Reflecting on what my own homemade ceremonies are for my last journal entry, I have decided to talk about my family religion and how it relates to the ceremonies that we do. On an honest note, my family doesn’t have any traditional ceremonies that offer anything that directly relates to Earth, but let me tell you, my mom loves taking family pictures outside for many holidays to remember ceremonies or celebrations. We do love being outside when it’s possible for our ceremonies if the weather cooperates. We like to do lots of family skating in the winter when it’s cold and celebrate birthdays outside when its warm.  We are a pretty traditional Catholic family. Our ceremonies are basic catholic traditions such as celebrating Christmas, Easter, Thanksgiving and others. When we go to church, a tradition is always going for Sunday brunch after and hanging out taking time to relax.

When looking at the quote “Ceremonies large and small have the power to focus attention to a way of living awake in the world”, for some reason,  it really made me realize that ceremonies are a good way to connect with the people you know regardless of the circumstance. Everyone has busy lives and I think, especially when my whole family gets together, it is a lot of catching up with each other and talking. Ceremonies “awake the world” by uplifting connections between people. In my families case, in regards to being catholic, our Easter, Christmas and thanksgiving celebrations are a happy and good time. I think that the good intentions that my family ceremonies have really wake the people in my family by getting away from the reality of our everyday lives.

Regardless of what religion or anything you celebrate or believe I think it’s important to realize that there are many beliefs in the world and everyone has their own opinions. With that being said it’s important keep that in mind and respect everyone’s beliefs. When we were at the Residential School First Nation Burial ground, it really made me think about what my family traditions and ceremonies were in collation to what First Nations people believed or other people in the class and it was interesting to see that there are lots of variety in beliefs. It was great to see the variety of similarities and differences.

Creative Journal #4 ESCI

For creative journal number four, I have decided to share a couple pictures from my childhood. In the first one (it’s kind of blurry), is me and one of my friends playing outside on hill by my house made of snow. We would spend hours sledding down it and playing on it. Even though this hill was just across the street, my friend and I were the first ones on it. We waited eagerly to get on the hill as we watched it being made from my house across the street. Since we were the first ones on it, we felt as if it was okay to call it ours because no one was using it, disregarding anyone else who lived around the hill.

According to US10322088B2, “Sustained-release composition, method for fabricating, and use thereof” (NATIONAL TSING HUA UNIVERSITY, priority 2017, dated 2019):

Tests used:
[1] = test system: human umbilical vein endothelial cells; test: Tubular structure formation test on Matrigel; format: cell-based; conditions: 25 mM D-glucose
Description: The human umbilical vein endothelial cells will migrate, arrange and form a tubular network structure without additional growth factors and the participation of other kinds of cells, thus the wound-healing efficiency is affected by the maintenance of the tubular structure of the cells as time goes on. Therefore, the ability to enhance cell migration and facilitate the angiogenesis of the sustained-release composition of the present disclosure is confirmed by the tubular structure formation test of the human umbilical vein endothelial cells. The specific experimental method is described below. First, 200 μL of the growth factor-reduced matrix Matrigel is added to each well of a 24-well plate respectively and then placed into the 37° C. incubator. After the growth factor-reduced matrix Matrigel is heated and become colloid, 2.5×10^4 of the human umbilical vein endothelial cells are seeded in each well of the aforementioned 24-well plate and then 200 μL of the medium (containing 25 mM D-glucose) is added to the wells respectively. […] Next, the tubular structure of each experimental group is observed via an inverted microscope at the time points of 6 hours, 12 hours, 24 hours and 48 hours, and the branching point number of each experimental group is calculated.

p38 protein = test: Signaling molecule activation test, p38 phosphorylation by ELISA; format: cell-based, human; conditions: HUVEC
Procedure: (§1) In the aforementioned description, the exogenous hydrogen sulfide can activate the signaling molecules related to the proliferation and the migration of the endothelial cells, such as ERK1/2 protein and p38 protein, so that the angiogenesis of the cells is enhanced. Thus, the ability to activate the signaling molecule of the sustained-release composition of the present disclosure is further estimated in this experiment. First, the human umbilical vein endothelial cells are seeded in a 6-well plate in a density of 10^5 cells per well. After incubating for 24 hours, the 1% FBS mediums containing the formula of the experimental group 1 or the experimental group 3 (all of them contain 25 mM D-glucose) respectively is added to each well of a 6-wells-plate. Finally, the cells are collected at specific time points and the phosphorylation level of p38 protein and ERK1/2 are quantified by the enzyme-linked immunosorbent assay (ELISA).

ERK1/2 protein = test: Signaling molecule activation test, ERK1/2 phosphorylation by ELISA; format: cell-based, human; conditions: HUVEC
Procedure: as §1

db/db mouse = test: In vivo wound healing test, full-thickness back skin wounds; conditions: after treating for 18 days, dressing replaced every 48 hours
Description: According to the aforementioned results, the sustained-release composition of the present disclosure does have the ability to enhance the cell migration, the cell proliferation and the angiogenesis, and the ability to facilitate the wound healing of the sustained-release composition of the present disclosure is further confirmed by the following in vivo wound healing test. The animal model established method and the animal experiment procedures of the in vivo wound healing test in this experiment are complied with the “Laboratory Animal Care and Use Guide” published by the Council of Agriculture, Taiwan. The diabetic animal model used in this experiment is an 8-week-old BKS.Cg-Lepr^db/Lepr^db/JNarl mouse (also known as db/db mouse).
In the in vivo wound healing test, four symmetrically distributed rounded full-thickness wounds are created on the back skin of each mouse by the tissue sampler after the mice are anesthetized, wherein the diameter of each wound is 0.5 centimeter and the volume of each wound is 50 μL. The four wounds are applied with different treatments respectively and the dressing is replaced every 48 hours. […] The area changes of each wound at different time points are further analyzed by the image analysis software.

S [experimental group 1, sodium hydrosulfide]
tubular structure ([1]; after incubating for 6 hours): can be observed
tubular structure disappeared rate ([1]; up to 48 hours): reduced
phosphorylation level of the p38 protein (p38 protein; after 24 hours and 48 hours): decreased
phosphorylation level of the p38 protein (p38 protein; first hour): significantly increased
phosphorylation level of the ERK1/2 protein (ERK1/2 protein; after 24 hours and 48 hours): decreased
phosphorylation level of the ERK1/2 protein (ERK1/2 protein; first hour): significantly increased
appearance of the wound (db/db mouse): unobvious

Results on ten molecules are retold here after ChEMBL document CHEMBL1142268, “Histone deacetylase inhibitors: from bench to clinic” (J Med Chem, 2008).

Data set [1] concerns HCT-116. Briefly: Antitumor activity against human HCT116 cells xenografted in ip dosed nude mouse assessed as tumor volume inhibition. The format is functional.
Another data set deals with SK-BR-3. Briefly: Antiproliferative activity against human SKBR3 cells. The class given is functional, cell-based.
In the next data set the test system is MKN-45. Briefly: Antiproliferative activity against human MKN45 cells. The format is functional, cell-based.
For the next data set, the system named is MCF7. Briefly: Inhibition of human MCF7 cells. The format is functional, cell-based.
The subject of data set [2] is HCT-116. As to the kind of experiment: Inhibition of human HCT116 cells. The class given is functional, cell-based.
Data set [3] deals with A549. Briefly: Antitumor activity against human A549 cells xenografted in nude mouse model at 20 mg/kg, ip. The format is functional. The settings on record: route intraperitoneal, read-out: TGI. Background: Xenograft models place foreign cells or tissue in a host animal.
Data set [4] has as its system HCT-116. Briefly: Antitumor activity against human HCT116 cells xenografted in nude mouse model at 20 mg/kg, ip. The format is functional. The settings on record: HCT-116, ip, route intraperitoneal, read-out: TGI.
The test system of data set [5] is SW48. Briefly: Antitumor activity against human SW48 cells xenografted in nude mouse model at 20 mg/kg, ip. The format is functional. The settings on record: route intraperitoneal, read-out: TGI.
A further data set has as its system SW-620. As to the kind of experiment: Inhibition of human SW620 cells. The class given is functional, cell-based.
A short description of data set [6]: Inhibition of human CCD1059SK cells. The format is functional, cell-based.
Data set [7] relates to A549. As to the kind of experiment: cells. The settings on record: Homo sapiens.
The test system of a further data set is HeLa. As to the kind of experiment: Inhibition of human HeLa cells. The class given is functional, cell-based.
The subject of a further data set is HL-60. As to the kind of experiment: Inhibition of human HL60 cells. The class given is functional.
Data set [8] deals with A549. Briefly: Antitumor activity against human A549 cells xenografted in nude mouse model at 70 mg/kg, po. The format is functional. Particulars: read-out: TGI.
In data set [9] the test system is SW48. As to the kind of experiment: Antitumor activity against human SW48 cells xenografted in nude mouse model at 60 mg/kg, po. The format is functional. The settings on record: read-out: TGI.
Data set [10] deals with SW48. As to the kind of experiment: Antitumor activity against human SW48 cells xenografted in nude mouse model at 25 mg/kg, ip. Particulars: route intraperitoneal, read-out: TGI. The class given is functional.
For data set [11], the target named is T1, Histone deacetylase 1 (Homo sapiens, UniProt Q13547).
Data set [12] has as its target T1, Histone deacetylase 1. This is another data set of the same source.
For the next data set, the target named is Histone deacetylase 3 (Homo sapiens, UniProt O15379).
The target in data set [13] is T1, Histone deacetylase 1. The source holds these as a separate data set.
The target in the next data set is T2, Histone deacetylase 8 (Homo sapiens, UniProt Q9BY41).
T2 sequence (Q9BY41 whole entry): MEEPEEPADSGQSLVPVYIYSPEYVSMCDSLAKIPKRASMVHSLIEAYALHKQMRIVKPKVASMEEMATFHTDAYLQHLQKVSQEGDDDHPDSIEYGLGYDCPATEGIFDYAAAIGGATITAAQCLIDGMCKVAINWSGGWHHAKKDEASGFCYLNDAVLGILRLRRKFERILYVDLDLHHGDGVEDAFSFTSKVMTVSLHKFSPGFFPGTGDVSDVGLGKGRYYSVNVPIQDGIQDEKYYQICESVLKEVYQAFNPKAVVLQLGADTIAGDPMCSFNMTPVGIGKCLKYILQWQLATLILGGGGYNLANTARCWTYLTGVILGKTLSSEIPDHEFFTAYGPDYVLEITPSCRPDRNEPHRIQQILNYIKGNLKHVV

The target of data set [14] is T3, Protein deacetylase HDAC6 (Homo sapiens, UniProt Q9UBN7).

Now looking back on it and what we have learned about colonization, I think this is a good way to connect my past experiences to what we have been learning. Obviously as a kid your more likely to be less understanding of situations, but as my friend and I went and claimed that hill as “ours” we weren’t thinking about the property it was actually on or if anyone owned it. This is an example of colonization since we thought no one was using it, or going to use it, it was ours to have now. We automatically took ownership. With learning about colonization in class and reflecting back on my past experiences as a kid, I now know for the future to be more cautious to what I call “mine”. In my situation, even though the hill was there, it was still someone else’s land it was on which doesn’t give me the right to claim it mine. Just because you think something isn’t being used, or your unaware of something being used I think its important to do research before you claim something as yours, because there is a chance you could be disrupting a home, piece of land or someones way of living for your own use.

Creative Journal #3 ESCI

For my creative journal entry #3, I have made a display of one of my childhood memories of camping in one of my best friends backyard at the lake which is located in Katepwa. For some reason, when someone asks me what I think of what the Canadian ideal wilderness is as a common sense, this exact picture gets painted in my head which is a couple tents set up near the beach (lake front property) with a camp fire going. Not only do you spend all morning and afternoon in the lake, playing in the sand, and hunting for snails, clams, and various other lake wildlife, but you get the true wilderness experience by sleeping outside also. When you are camping, you become one with nature because everything you do relates to the wilderness and outdoors.

At this age, when I was backyard camping with my friend, I obviously wasn’t aware of the history the land had to offer. I was aware of the Indigenous population that lived there but had no clue to why it was like that. Katepwa lands in Treaty 4 territory and before European settlers arrived, it appeared that the Assiniboine and Cree were most dominant in the area of what they now call Katepwa. Now knowing a lot of the history that has gone on in Treaty 4 territory I now know that it is important to acknowledge the history that has risen from the grounds that I now call home. We have to be mindful of who’s land we are really on, and continue peace in the sharing of the land.